I spent most of the early evening tonight helping coordinate a "Turkey Brigade" from our Tae Kwon Do school to families in need in the Waltham area. LOTS of food was donated and many folks donated cash as well, which was so heartwarming. I ended up delivering three of the full Thanksgiving meals replete with frozen giant turkeys. I drove around Waltham with two of my fellow black belt candidates, who are male and aged 13 and 21 respectively - the 13-year-old is bigger and stronger than me and the 21-year-old put together, so I felt extremely well-protected. Plus I didn't have to struggle with a huge box full of turkey dinner all by myself. I was very thankful for that help tonight. I also felt so thankful for a bunch of other things - primarily that I don't have to worry about where or whether I will eat my next meal, but also for my home and my family too.
Though I've chosen to spend a quiet Thanksgiving at home with my husband this year, to take a day off from our crazed schedule, I have a lot of good memories of more raucus T-days past. High school football games come to mind, especially the year my sister Yvette was in the color guard -- you know, the kids who march ahead of the band with the flags. In Quincy, their role was also important as the official instigators of trash talk. They had a favorite chant that went this way: "We're going to smash the Raiders like mashed potatoes." Two things to understand: first, the North Quincy High Red Raiders were the archrivals of the Quincy High Presidents; second, in Quincy, "Raiders" rhymes with "potatoes" (try "RAY-duhs" and "buh-DAY-duhs").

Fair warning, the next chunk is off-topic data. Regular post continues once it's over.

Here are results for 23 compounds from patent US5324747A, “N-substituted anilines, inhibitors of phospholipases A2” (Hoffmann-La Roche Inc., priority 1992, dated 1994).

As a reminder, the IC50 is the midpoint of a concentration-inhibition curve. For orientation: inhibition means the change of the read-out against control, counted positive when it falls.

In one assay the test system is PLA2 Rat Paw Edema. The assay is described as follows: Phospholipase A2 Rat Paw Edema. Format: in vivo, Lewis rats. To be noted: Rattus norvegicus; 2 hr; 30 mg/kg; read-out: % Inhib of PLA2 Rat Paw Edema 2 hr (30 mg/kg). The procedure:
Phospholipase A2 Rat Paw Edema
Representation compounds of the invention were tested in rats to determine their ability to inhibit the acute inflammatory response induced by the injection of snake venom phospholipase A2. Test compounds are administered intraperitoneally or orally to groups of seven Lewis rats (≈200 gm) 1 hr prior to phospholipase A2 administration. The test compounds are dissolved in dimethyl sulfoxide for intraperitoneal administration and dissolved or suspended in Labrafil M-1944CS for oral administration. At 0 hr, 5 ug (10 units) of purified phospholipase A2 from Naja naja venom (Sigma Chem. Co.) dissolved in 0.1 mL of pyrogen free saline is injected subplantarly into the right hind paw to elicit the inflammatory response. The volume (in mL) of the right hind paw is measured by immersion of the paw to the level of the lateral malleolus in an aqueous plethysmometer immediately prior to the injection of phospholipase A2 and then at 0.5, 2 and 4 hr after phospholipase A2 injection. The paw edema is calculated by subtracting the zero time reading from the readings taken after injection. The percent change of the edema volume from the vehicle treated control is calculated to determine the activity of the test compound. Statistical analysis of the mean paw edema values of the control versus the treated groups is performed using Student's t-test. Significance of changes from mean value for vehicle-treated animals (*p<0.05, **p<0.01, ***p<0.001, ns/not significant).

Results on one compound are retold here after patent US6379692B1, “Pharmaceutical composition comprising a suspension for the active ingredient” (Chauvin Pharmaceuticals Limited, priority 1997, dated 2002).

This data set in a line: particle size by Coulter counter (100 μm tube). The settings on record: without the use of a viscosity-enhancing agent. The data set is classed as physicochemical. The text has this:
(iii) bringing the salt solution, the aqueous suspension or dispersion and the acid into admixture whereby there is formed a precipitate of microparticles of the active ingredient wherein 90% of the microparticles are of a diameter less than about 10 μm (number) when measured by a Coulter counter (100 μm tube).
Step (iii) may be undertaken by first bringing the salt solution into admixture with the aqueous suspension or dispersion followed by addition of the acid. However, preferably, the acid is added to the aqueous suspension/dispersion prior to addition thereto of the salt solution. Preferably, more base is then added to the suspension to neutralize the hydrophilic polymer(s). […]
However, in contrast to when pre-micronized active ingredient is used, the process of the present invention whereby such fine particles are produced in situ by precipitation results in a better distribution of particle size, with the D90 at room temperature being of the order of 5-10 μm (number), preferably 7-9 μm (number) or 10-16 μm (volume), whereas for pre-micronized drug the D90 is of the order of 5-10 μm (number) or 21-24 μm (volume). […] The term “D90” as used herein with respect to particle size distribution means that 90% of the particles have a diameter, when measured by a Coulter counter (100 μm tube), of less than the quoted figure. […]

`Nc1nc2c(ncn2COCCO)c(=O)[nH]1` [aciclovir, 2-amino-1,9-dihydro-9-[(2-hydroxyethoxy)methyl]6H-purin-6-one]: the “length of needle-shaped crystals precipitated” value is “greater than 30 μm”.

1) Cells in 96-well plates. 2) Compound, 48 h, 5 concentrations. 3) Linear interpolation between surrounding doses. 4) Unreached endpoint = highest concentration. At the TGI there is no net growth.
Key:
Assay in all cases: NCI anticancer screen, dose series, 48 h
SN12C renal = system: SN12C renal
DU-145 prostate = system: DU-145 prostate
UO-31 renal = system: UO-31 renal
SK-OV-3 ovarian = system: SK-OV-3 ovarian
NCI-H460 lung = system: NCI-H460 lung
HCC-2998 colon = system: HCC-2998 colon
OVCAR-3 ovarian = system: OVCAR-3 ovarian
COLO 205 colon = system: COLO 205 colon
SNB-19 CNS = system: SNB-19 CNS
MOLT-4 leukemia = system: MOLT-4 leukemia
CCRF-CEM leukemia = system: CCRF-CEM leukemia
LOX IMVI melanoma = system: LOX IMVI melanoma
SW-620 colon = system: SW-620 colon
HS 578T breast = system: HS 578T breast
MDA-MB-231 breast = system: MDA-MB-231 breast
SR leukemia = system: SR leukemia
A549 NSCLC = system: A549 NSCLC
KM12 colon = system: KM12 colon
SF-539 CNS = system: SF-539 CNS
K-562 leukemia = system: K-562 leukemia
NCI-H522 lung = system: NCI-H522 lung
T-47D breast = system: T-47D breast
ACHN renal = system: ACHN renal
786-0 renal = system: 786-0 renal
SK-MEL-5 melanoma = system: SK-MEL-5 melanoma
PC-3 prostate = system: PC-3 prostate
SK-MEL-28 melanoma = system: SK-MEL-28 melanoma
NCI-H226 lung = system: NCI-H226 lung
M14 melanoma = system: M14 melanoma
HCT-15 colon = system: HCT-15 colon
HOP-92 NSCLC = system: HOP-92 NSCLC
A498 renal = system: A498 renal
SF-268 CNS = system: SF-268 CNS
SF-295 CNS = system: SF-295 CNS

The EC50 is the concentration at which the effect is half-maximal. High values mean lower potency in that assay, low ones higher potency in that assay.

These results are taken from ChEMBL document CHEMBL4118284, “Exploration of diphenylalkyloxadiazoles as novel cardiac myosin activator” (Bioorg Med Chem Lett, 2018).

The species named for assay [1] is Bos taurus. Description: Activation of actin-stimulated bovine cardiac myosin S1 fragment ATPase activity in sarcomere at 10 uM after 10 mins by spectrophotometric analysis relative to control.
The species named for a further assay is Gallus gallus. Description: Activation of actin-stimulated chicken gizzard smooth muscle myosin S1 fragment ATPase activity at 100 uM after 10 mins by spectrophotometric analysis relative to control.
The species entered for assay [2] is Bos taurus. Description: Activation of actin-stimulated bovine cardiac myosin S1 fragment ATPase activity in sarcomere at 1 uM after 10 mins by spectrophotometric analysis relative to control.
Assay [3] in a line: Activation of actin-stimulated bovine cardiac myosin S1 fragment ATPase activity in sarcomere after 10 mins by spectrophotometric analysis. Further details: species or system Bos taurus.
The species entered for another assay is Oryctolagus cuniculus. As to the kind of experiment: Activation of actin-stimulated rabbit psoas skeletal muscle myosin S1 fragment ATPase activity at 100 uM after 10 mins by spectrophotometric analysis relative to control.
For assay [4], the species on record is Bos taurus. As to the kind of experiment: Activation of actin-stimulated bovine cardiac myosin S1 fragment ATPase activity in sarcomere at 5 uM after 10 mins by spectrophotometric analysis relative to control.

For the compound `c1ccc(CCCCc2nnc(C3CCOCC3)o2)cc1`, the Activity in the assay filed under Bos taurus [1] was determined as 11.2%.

Family events were no less crazed. Six people with one bathroom made for a kind of hypercharged existence on a normal day. Add to that a bunch of other relatives and ten or eleven things cooking in the kitchen all at once, and the vibe was quite jangly. My very, very favorite thing that happened one Thanksgiving when I was about eight or nine was when my Uncle Paul sat in the kitchen demonstrating his mighty strength by palming whole walnuts, squeezing them in his fist, and crushing the shells. I ran to share the news with the adults who were finishing dessert in the living room. "Mom, Dad!" I cried. "Uncle Paul's crushing his nuts in his hand!" Even if I didn't think this was funny at the time (or ever), I would never be allowed to forget it.
Though I might possibly have resented the fact that our small house always necessitated a kids' table for seating, I don't remember this bothering me much. In fact, by the time the siblings and cousins were in our teens and early twenties, we were all very delighted to still be at the kids' table so we could gossip and joke and generally get away with conversation inappropriate for older ears and avoid the annoying prodding from our parents and other adults.
The only Thanksgiving where I was ever truly miserable was one spent in England as an undergrad. The university tried to give its sizeable minority of American students a dinner that would replicate the holiday meal. At least it is difficult for even the British to really mess up turkey, so the food was reasonably edible. But it was a formal evening meal, at cocktail tables set with white linens, inside a museum space that looked like a glossy airplane hangar. Where were the mismatched chairs and the elbows bumping mine at the too-crowded table? Where was the dog or cat begging for scraps? How was I going to get my late-night turkey-stuffing-cranberry-sauce-gravy sandwich fix? It would have been much better for them to stay truly British and ignore us bloody colonials altogether. Some of us foreigners got together later in the week and made a meal that was much more realistic, including a bit too much alcohol, fighting over the best way to make gravy, and wonderful family stories shared at table.